First Time in FY24 Central Government’s Major Ports Log Double-Digit Cargo Growth

Notably, the major ports that had been showing slow growth reportedly registered the first double-digit cargo growth in October month. This financial year, the major ports had been showing slow growth but last month they witnessed a turnaround registering their first double-digit cargo growth this year. The major ports in question here are owned by the central government. To note, the Central government-owned major ports registered 13 percent cargo growth to post 70 million tonnes of goods, claimed the Indian Ports Association in the provisional data. As the major ports saw a cargo growth of double-digit for the first time in FY24, it attained the interest of the investors. If you are seeking details about the cargo growth of the ports owned by the central government, the following sections are waiting for you. Continue reading this article. Drag down.

FY24 Central Government

The provisional data shared by the Indian Ports Association depicted that the ports handled 70 million tonnes (mt) of goods. Despite investing in infrastructure for capacity expansion and modernization, central government-owned major ports had been witnessing slow growth in parts of the previous financial year owing to the Ukraine-Russia war, with a neutral performance this financial year as well, partly due to global headwinds. The rate of growth in cargo in the first quarter of the current fiscal year between April and September was 2.4 percent. The spike in the October month has pushed FY24 cargo growth in major ports to almost 4 percent.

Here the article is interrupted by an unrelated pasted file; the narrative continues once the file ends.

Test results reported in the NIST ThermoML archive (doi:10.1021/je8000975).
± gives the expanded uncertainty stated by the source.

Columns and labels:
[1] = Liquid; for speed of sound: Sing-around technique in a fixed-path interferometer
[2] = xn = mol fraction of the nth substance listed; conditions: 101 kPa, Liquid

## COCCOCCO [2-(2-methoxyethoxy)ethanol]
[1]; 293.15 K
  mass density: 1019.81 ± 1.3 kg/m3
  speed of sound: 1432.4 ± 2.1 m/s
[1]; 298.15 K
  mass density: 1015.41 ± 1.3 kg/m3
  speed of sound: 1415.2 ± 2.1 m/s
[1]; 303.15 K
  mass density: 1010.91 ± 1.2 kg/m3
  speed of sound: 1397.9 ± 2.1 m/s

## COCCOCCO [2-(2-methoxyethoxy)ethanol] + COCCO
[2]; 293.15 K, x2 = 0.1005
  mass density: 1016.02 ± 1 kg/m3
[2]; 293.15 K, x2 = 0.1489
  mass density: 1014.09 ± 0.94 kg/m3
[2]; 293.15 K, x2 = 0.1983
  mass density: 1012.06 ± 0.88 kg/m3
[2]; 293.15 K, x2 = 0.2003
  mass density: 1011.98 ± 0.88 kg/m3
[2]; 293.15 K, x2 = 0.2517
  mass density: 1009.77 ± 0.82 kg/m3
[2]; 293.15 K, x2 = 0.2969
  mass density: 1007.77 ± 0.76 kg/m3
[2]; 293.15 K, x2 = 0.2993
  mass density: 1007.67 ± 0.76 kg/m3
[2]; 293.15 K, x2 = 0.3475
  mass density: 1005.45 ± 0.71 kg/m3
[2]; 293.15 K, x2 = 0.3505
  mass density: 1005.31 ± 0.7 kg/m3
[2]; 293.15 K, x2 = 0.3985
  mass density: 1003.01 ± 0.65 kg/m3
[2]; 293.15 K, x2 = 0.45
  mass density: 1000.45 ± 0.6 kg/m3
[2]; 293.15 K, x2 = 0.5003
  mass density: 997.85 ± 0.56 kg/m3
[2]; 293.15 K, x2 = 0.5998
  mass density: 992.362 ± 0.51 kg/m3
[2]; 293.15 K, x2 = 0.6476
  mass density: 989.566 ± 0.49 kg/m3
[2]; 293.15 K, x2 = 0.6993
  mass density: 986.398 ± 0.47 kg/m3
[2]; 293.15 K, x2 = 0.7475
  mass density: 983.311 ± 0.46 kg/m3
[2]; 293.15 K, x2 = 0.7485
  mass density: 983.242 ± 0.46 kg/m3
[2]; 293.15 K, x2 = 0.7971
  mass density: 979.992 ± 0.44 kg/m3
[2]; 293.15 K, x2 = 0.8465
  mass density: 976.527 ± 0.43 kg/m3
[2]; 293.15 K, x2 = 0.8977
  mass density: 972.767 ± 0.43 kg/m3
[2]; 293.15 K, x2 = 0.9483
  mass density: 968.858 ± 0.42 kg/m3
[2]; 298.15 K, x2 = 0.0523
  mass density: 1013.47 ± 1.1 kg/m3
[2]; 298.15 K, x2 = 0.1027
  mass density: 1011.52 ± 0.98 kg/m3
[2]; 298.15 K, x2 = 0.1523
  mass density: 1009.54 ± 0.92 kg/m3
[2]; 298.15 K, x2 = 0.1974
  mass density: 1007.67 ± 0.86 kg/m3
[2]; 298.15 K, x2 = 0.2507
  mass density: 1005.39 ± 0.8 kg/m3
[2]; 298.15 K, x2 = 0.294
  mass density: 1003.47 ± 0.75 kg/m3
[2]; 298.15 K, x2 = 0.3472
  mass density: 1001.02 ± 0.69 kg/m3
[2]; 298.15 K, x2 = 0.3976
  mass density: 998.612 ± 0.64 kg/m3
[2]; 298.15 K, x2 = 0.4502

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In October, Handling containers which account for nearly a fourth of all cargo at state-owned ports, surged 19 percent depicting higher movements of finished goods in the maritime economy. Till the second quarter of FY24, container handling had grown by 7 percent at major ports. It is not immediately clear from the provisional data whether the growth was driven by higher coastal movements of domestic goods or international trade.

While headwinds in the global economy have been cited by experts and officials earlier, state-owned ports this year have also faced criticism because private ports have seen faster growth in their cargo traffic. This paper reported that coastal cargo had seen almost no growth in major ports in FY24 while privately-owned ports had grown their traffic by 21 percent in the same period. Volumes of coking coal, thermal coal, and other industrial coal grew by 10 percent last month, and iron ore traffic more than doubled.

Amzad Khan
Amzad Khan

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